Cutwater 28 – The builders of famed Ranger Tugs may have ‘broken the mold’ with this boat.

Cutwater Boats is new, but the concept behind the creation of the new Cutwater 26 and 28 is tried and true, and backed by the people who make one of most respected “tugs” in the business … the Ranger Tug. Take a quick look at the features of the Cutwater design, and you get an idea of the innovation and creative thought (read “boater’s knowledge”) that goes into every boat. Dig deeper and you’ll find a depth of quality and features that make the Cutwater 28 one of the best values for your yachting dollar.Comfortable living is one thing you’ll find emphasized onboard. The Cutwater 28 includes a double sink, a combination microwave and convection oven, a stateroom refreshment center (including microwave, coffee-maker and sink!) and a flat-screen television. Since these are four of the most requested interior amenities, it appears that the Cutwater planners were listening to their market. The boat features all the regular yachting amenties in addition to these and others.

Cutwater 28 – Specifications

LOA molded 28′ – 0″ 8.5 m
LOA rigged (with swim & pulpit) 32′ – 4″ 9.85 m
Bridge clearance (with folded mast) 9′ – 1″ 2.76 m
Beam 8′ 6″ 2.59 m
Draft 28″ .71 m
Fuel capacity 100 U.S. Gal 378.5 L
Water capacity 40 U.S. Gal 151.4 L
Holding tank capacity 30 U.S. Gal 113.6 L
Weight (Dry) 6,400 lbs 2,904 kg
Engine Yanmar 6BY2 260 HP

The Cutwater 28 boasts what it calls a “radical departure from conventional deep-V hull geometry”, largely due to the builder’s Keel Stepped Hull bottom with tapered intake tunnels. This system distributes an uninterrupted flow of air evenly across segments of the running surface, while vectoring air away from the propeller. The result is said to be a smooth ride, straight tracking, responsive performance, and excellent fuel economy. In case you’re wondering if this the same concept used by Regal Marine, it is similar, but not identical. The father and son team that is the ownership of Fluid Motion LLC, David and John Livingston, is also the designer of this revolutionary hull, and in the 90’s they designed the Regal hull.

A “substantial keel skeg” extends down the aft third of the hull, contributing to the boat’s straight tracking and providing protection to the propeller and shaft against submerged objects. The keel pad that runs the length of the Cutwater 28 plays a part in distributing air along the bottom, reducing drag which, in turn, yields benefits in hull speed and fuel efficiency.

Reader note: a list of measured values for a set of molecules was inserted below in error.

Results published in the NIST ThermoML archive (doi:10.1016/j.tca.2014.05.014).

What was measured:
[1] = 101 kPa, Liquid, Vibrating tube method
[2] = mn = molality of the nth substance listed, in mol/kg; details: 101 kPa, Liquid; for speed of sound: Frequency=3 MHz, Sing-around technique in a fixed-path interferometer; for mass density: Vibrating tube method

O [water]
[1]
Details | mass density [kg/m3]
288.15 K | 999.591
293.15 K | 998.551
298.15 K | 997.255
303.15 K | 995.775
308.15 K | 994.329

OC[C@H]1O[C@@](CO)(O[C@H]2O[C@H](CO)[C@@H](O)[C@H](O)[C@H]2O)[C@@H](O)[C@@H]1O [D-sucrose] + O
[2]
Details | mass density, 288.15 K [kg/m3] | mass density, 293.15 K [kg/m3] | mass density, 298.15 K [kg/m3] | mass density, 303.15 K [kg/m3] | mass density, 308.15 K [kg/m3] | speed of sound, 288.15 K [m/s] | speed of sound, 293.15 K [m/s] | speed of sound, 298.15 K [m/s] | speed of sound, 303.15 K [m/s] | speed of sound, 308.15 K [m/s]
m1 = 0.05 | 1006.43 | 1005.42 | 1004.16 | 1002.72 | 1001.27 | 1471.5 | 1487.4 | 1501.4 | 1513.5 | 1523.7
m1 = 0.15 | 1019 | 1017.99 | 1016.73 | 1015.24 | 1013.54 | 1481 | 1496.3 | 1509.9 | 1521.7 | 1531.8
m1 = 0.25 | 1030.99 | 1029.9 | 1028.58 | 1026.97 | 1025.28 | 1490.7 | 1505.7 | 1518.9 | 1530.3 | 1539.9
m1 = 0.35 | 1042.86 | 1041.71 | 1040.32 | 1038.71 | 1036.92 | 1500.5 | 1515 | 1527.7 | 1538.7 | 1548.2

The well-appointed yacht comes with a single diesel for propulsion. The Yanmar 260hp, 6-cyllinder 6BY2 diesel is the only propulsion option, and seems well suited to the boat. The Keel Stepped Hull lets the boat achieve about 28 knots (33 mph) and the Japanese diesel is quiet at the helm and throughout the interior of the boat.

The Cutwater 28 is feature rich, but the builders offer a few add-on features worth considering. The aft control station, which is built onto the cockpit sink enclosure, is a popular add ($5000), and if you live in the climbs I do, you’ll want to consider the A/C unit and the generator you need to power it (about $12,500). A  135 watt Kyocera solar panel ($1200) , mounted to the roof, is available to assist with battery charging.The 28’ boat sleeps 6, utilizing the V-berth forward, the convertible dinette (makes into a compact double bed) and a very clever “2nd cabin” concealed beneath the dinette, which boasts 7’ in height and room for two. Six people in the confined space of the cabin and using the single head (with 6’ in headroom) will need to be family or close friends, but it’s really nice that the accommodations have been designed in.

The Cutwater 28 includes a long list of standard features (like stainless rails and built-in fenders to protect your dingy on the oversized aft swim platform) that you need to see and experience to appreciate what it’s like to have aboard your boat. And, perhaps best of all, the Cutwater 26 and 28 are both trailerable (8’6” beam) so when you’re done on one coast, getting to the other and all the lakes and rivers between is just a matter of trailering the boat and saying “see ya”!

* Photos courtesy of mftr. website:


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